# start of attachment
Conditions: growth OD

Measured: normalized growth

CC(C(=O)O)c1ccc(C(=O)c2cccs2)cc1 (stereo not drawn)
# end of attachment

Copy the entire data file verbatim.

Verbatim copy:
Conditions: growth OD

Measured: normalized growth

CC(C(=O)O)c1ccc(C(=O)c2cccs2)cc1 (stereo not drawn)